My Dog Ate a Candle What Should I Do?

By Julie •  Updated: 07/15/20 •  3 min read
The contents of the OurFitPets.com website, such as text, graphics, images, and other material contained on this site (“Content”) are for informational purposes only. The Content is not intended to be a substitute for professional veterinarian advice, diagnosis, or treatment. Always seek the advice of your veterinarian with any questions you may have regarding the medical condition of your pet. Never disregard professional advice or delay in seeking it because of something you have read on this website!

Dogs have been known to eat many things, including candles. Why would a dog eat a candle? Dogs are known for their non-discretionary eating habits. They’ll eat almost anything out of boredom, curiosity, hungriness, or because something just smells yummy!

Online Veterinary 24/7
Chat With A Veterinarian Online

Connect with a verified veterinarian in minutes. No waiting for appointments or office hours. No high fees. No need to worry about your furry family member.

But what if your dog eats a candle?

Can My Dog Be Lactose Intolerant?
Can My Dog Be Lactose Intolerant?

Wax is Not Toxic

In most cases, today’s candles are made with wax that contains non-toxic ingredients. Many candles are made with beeswax, soy or paraffin. So, these will not make your dog sick. However, candles can pose a danger in other ways.

1). The wick: a candle wick is a long piece of entwined string, which is usually attached to a metal base. The wick and the metal base can be dangers for dogs. For one thing, these pieces can be a choking hazard. Secondly, they can become lodged in the digestive tract, leading to an intestinal blockage.

2). Candle ingredients can be toxic: if a candle is scented, it’s possible your fur baby could be allergic to the scent. And some scents, such as those used in essential oils, can be toxic to dogs. Candles can also contain chemicals that can be harmful for dogs.

Online Veterinary 24/7
Chat With A Veterinarian Online

Connect with a verified veterinarian in minutes. No waiting for appointments or office hours. No high fees. No need to worry about your furry family member.

Essential oils that are especially dangerous include citrus, cinnamon, tea tree oil, pine, ylang-ylang, and even more.

Do Not Induce Vomiting

If your dog has swallowed a candle or parts of a candle, then do not induce vomiting, unless your vet tells you to do so. This is important. Inducing vomiting could cause additional harm to your dog.

My Dog Ate a Birthday Cake Candle

This should be OK, as long as your canine companion didn’t choke on the candle when he swallowed it. These candles are very small and should pass through the dog’s digestive system without a problem in most cases.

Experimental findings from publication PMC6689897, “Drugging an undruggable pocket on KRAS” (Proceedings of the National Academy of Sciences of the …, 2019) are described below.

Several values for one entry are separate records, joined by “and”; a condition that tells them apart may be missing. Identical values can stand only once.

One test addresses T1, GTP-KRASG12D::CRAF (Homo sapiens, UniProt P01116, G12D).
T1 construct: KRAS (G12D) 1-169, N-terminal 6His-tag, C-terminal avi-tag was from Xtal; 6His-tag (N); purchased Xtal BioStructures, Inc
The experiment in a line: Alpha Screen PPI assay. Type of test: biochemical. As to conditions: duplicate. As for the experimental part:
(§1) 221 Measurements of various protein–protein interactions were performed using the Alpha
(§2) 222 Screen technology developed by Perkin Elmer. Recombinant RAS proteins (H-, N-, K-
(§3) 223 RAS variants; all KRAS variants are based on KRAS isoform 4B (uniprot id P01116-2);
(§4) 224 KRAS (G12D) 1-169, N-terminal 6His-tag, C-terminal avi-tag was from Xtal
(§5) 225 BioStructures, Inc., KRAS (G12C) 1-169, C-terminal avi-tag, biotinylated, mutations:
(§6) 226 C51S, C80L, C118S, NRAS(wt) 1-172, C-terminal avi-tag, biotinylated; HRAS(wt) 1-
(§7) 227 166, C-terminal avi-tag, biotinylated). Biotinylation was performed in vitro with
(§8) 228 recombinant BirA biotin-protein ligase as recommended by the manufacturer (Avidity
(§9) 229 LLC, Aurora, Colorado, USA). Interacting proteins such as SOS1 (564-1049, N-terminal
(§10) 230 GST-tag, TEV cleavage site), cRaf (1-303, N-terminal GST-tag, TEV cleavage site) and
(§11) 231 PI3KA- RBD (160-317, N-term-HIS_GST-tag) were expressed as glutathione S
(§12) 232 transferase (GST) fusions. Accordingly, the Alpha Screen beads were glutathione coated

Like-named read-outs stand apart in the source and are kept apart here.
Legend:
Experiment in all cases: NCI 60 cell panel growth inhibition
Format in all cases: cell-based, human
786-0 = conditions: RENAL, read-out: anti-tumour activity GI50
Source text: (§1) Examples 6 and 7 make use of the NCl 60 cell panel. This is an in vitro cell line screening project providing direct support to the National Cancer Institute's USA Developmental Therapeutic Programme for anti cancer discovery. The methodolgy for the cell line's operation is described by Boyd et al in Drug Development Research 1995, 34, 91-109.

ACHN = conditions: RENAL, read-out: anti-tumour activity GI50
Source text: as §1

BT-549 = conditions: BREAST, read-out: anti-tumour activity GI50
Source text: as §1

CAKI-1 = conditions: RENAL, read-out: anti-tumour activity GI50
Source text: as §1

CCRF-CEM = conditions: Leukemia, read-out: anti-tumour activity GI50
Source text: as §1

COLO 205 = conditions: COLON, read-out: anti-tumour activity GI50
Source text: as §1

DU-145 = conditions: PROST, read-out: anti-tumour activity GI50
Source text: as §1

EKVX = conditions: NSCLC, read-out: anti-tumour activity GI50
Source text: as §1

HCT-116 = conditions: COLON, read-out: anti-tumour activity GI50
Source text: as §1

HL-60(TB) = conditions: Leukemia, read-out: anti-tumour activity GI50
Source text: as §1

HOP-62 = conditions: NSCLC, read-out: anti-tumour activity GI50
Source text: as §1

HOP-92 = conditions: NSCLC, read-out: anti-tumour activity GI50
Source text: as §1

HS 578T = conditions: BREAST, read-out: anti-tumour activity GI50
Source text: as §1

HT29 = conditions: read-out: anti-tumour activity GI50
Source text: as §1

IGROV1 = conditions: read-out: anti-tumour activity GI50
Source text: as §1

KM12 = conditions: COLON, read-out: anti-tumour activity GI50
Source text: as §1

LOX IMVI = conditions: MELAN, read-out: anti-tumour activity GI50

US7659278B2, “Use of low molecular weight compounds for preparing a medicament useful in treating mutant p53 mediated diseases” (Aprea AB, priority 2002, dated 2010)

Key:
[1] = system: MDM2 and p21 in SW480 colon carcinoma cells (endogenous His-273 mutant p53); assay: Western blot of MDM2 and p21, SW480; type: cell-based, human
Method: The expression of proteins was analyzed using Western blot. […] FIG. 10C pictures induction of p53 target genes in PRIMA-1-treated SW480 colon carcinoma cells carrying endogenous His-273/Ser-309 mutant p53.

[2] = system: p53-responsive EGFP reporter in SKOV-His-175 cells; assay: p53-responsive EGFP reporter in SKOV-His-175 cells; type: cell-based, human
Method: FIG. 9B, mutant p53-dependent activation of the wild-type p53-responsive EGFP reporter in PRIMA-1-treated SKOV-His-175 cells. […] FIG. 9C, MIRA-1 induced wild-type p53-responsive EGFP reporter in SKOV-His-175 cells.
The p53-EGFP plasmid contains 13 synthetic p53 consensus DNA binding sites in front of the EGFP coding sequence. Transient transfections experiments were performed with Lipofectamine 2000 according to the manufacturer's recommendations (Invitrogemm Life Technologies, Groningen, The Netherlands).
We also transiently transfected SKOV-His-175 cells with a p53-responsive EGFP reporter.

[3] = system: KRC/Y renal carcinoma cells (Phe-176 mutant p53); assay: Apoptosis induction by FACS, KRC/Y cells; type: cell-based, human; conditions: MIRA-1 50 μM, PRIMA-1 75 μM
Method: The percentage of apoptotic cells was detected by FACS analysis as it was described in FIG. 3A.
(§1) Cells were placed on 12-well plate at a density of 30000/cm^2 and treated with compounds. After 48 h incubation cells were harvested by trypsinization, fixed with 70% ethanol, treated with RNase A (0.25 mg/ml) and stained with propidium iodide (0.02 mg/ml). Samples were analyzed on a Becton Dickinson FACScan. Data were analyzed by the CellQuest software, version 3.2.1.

My Dog Ate the Wax of a Candle

In this case, the wax should pass through your fur baby’s digestive tract without any problems. Your dog’s body heat will work to soften the wax, which helps it to pass through. However, a large piece of wax could cause an intestinal blockage.

My Dog Ate the Entire Candle – Tea Lights or Larger Candles

This could be a problem due to the amount of wax, and the wick and metal base could cause choking or become lodged in the intestines. If your dog is choking, call the vet right away to get their advice.

What to Watch for After Dog Eats Candle

If your dog has swallowed a candle and/or parts of the candle, and is not choking, then watch for these symptoms:

These could be an indication that your fur baby is having trouble digesting the candle, or that the candle (and/or wick and base) could be causing an intestinal blockage. This could be a medical emergency, so call the vet as soon as possible.

In most cases, dogs that eat wax should be OK. But do watch your dog for the next few days to make sure the candle passes through OK. And if your dog shows any signs of distress, an allergic reaction, etc. then call the vet immediately.

(Visited 3,179 times, 1 visits today)

Julie

Julie is a graduate of the University of North Carolina, Wilmington, where she studied Animal science. Though contrary to the opinion of her parents she was meant to study pharmacy, but she was in love with animals especially cats. Julie currently works in an animal research institute (NGO) in California and loves spending quality time with her little cat. She has the passion for making research about animals, how they survive, their way of life among others and publishes it. Julie is also happily married with two kids.

Keep Reading

[class^="wpforms-"]
[class^="wpforms-"]